The New York Times issued an embarrassing correction after a report that attacked President Donald Trump’s recently passed tax plan got the numbers about as wrong as could be.
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The lengthy Feb. 23 feature, headlined, “Get to Know the New Tax Code While Filling Out This Year's 1040,” sought to detail how Trump’s tax plan would hurt middle-class families. A hypothetical couple -- christened Sam and Felicity Taxpayer -- would see their tax bill rise by nearly $4,000, according to the story.
Then came the correction saying the family would actually see taxes go down.
The Wall Street Journal’s James Freeman mocked the Times piece before the Old Gray Lady issued the correction.
“Even perennial tax-increase advocate Warren Buffett is now acknowledging the economic benefit of the Trump tax cuts, but The New York Times newsroom still won’t concede the point,” Freeman wrote on Feb. 27. “Will criticism from a liberal law professor persuade The Times to reconsider?”
Well, The Times did reconsider -- but it may still not be 100 percent accurate.
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“An earlier version of this article incorrectly described the probable effect of the new tax law on a hypothetical couple’s 2018 tax bill. The TurboTax ‘What-If Worksheet’ that generated the projection for their 2018 taxes failed to indicate that the couple would probably be entitled to claim a sizable deduction for income earned from consulting. As a result of that deduction, the amount they would likely owe on taxes would decline by $43, not rise by $3,896,” the correction states.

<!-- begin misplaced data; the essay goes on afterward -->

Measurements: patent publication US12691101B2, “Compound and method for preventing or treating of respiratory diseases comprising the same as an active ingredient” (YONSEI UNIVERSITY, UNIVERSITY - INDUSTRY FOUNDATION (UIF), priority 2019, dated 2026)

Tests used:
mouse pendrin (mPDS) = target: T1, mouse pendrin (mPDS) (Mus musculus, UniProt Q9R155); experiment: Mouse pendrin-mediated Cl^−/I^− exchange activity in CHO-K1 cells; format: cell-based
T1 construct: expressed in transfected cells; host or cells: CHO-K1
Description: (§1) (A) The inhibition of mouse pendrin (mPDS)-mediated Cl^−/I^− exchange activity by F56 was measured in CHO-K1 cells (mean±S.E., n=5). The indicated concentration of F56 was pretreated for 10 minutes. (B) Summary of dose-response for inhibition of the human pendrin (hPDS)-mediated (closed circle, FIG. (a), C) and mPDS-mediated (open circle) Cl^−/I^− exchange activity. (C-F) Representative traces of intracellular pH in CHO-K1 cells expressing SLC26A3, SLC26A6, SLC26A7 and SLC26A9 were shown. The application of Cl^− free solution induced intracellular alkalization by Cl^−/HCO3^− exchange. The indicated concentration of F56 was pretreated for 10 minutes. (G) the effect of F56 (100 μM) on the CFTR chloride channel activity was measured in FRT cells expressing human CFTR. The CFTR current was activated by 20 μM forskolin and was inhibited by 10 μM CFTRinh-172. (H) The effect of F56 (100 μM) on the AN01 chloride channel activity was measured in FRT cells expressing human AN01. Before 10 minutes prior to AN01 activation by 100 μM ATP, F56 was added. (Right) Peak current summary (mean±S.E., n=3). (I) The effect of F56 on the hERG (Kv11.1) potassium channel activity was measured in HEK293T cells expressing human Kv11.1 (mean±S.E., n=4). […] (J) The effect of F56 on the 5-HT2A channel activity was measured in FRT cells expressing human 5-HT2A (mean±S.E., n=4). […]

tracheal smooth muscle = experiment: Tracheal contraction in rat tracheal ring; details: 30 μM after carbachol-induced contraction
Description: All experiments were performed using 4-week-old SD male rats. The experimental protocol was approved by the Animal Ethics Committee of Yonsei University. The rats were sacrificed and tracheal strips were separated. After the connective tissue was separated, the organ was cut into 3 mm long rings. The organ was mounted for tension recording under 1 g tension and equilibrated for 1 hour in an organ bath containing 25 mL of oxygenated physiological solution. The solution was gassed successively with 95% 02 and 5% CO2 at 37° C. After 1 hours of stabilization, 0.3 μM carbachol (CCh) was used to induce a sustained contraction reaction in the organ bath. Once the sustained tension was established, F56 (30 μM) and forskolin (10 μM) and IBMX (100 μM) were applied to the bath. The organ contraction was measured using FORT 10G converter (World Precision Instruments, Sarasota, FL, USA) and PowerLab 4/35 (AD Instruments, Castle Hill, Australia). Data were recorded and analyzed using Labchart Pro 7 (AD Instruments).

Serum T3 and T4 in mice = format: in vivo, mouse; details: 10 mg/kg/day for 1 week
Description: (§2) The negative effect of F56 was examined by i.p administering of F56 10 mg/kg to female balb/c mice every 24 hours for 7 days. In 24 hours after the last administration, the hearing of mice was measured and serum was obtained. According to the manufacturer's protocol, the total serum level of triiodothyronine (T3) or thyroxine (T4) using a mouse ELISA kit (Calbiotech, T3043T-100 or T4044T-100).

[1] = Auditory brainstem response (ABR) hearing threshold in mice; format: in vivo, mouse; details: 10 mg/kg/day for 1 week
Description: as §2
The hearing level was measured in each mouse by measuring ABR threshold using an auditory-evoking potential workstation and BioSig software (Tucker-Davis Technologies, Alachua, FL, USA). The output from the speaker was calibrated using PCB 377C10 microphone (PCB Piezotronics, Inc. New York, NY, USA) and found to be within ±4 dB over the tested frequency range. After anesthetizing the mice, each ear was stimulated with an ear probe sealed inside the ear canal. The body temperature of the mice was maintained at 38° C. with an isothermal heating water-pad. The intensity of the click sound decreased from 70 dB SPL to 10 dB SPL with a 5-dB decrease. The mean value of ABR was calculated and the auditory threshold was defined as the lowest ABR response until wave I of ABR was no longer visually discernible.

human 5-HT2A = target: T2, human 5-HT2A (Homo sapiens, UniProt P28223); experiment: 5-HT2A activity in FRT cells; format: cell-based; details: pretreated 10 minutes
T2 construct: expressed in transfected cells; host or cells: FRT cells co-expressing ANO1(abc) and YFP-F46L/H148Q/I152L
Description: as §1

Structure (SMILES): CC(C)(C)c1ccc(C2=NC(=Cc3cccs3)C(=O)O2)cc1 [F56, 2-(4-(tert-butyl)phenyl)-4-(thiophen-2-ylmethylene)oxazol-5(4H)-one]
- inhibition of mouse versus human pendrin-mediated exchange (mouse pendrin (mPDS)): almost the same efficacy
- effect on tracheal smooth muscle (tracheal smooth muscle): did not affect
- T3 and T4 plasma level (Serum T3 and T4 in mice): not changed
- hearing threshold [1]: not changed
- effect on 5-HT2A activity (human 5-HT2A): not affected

The accounting error in The Times’ original piece is quite significant for the family, which reported a combined income of $183,911. Freeman wrote a followup piece, noting that “a liberal law professor says The Times still doesn’t have the story quite right.”
Freeman pointed to University of Chicago tax law professor Daniel Hemel, who said Times editors still don’t understand Trump’s tax cuts.
“Still don’t see why Samuel & Felicity aren’t claiming nonrefundable dependent credits of $500 for their children Luke & Heidi and their parent Sydney, for additional tax savings of $1,500 under the new law,” Hemel recently tweeted.
In addition to Hemel’s analysis, a spokesperson for TurboTax’s parent company issued a statement to The Journal explaining that The Times used a program for the misleading feature that was not yet updated with the latest tax laws.
As much of the mainstream media looks for reasons to attack the president on a regular basis, the misleading feature on taxes peovides some evidence that many Americans don’t understand the benefits of tax reform or don't acknowledge positives because of political reasons.
“The search continues for Americans who will not benefit from the
Trump tax cuts on individual and corporate income,” Freeman wrote.
The New York Times did not immediately respond when asked if it would issue another correction based on Hemel’s analysis.